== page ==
The joy resulting from the diffusion of blessings to all around us is the purest and sublimest that can ever enter the human mind, and can be conceived only by those who have experienced it. Next to the consolations of divine grace, it is the most sovereign balm to the miseries of life, both in him who is the object of it, and in him who exercises it.
It was an admirable and true saying of Plutarch, “That a city may as well be built in the air, as a commonwealth or kingdom be either constituted or preserved without the support of religion.”
Every one must see and feel, that bad thoughts quicklv ripen into bad actions; and that, if the latter only are forbidden, and the former left free, all morality will soon be at an end.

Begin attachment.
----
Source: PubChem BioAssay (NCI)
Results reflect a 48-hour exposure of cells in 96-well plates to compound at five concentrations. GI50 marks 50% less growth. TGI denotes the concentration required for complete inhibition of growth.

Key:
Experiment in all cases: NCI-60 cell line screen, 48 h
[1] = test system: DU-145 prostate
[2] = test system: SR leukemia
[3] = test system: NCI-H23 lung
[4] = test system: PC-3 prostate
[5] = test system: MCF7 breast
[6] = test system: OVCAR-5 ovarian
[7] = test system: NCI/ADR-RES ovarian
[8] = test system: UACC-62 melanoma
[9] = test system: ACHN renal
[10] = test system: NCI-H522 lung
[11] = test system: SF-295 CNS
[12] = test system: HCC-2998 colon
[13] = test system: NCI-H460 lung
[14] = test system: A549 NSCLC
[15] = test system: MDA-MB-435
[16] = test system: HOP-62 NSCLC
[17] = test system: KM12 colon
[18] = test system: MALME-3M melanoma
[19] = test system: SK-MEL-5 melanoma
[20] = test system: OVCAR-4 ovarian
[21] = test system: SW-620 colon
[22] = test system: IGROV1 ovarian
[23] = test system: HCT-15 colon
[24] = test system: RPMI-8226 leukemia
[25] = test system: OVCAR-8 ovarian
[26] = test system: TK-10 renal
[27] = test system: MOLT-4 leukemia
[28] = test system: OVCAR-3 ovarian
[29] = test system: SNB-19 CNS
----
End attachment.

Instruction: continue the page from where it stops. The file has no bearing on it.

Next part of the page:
One murder made a villain,|Millions a hero.|Princes were privileg’d|To kill, and numbers sanctified the crime.|Ah! why will kings forget that they are men,|And men that they are brethren?
Topics: Villainy, Equality
- Richard Hooker English Anglican Priest
- John Wilkins English Anglican Clergyman
- Jeremy Collier English Anglican Theater Critic
- Sydney Smith English Anglican Writer
- William Cowper English Anglican Poet
- William Ralph Inge English Anglican Clergyman
- Frances Ridley Havergal English Anglican Poet
- Robert Owen British Social Reformer
- George Herbert Welsh Anglican Poet
- Charles Lutwidge Dodgson (Lewis Carroll) British Anglican Author